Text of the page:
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Post-Degree Job Prospects Bleak? Who’s fault: the Kids or the Colleges?

He may have phrased it inartfully but Republican presidential candidate Rick Santorum is on to something when he talks about how college isn’t the panacea that the media is always touting it as. While college can be useful for getting a job in fields which require professional certification, in many cases, students are being sold a bill of goods by universities who care more about making money than helping people get a decent-paying job. That’s particularly true for certain majors and graduate degree programs.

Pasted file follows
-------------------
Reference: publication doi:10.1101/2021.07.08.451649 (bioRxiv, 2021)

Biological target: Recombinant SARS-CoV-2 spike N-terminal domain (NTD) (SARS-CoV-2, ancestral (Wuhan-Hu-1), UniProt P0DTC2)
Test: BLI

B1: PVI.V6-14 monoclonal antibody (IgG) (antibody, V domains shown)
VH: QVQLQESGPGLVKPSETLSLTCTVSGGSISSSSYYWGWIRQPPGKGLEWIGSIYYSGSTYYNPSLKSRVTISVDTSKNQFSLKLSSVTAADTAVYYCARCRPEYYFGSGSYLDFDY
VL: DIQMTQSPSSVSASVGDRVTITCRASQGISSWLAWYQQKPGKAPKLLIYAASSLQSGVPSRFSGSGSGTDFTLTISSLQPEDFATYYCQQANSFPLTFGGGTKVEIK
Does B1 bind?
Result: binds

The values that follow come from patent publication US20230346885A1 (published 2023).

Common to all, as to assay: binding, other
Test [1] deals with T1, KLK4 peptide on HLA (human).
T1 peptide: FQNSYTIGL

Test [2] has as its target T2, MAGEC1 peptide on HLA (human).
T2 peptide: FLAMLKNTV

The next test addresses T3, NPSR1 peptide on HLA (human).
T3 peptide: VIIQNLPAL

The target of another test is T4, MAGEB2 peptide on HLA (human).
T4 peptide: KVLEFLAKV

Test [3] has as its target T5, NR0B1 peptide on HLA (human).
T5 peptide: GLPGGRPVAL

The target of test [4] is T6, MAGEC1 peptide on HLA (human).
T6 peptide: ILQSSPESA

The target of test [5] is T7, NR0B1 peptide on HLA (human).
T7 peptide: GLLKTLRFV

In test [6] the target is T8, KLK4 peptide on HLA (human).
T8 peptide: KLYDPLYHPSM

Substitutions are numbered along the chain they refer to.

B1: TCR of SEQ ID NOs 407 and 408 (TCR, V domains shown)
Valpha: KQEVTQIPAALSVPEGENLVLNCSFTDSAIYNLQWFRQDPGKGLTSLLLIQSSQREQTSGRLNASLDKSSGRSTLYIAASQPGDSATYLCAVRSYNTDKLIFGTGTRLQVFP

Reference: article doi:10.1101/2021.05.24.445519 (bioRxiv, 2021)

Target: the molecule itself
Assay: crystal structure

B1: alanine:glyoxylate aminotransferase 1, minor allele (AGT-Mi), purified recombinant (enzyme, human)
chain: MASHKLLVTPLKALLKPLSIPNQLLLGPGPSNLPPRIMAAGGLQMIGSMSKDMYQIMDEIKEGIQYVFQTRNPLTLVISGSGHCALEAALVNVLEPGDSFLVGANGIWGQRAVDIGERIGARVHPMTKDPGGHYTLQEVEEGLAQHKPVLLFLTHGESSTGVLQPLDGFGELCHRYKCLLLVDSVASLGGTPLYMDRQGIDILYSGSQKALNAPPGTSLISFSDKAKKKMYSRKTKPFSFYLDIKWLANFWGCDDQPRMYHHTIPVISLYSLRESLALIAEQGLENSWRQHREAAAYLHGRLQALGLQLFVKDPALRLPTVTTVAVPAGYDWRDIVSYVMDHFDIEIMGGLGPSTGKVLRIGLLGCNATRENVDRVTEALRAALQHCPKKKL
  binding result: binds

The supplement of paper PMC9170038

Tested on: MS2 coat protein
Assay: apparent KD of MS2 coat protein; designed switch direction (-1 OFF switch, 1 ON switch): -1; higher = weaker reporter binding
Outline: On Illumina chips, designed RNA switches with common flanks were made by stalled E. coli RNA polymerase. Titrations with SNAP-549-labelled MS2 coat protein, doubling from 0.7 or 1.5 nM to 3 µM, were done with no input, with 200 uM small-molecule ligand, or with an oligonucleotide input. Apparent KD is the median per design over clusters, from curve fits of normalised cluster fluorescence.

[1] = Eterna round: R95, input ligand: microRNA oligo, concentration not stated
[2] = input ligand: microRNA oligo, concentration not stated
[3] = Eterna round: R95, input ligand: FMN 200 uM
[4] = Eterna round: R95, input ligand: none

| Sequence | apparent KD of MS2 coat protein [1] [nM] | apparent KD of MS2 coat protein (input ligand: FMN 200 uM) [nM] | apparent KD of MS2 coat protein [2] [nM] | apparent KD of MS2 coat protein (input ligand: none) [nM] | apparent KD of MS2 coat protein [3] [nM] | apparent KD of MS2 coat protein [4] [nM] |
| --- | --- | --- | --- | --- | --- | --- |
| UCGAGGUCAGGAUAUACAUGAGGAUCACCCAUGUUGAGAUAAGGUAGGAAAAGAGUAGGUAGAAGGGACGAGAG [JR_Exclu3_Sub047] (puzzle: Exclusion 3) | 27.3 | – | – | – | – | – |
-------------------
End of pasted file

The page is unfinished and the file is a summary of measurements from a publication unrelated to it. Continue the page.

In 2008-09, America’s college and universities graduated 78,009 people with journalism degrees. For those graduates who could find a job in that field, they could expect a median starting salary of $35,800.

But most won’t find a job in journalism — the number of journalism jobs is projected to shrink by more than 6 percent from 2008 to 2018, a decline of 4,400 available job positions. That data lead The Daily Beast to put journalism at the top the list of the 20 Most Useless College Degrees (a list based on crunching numbers from the U.S. Bureau of Labor Statistics, the National Center for Education Statistics and Payscale).


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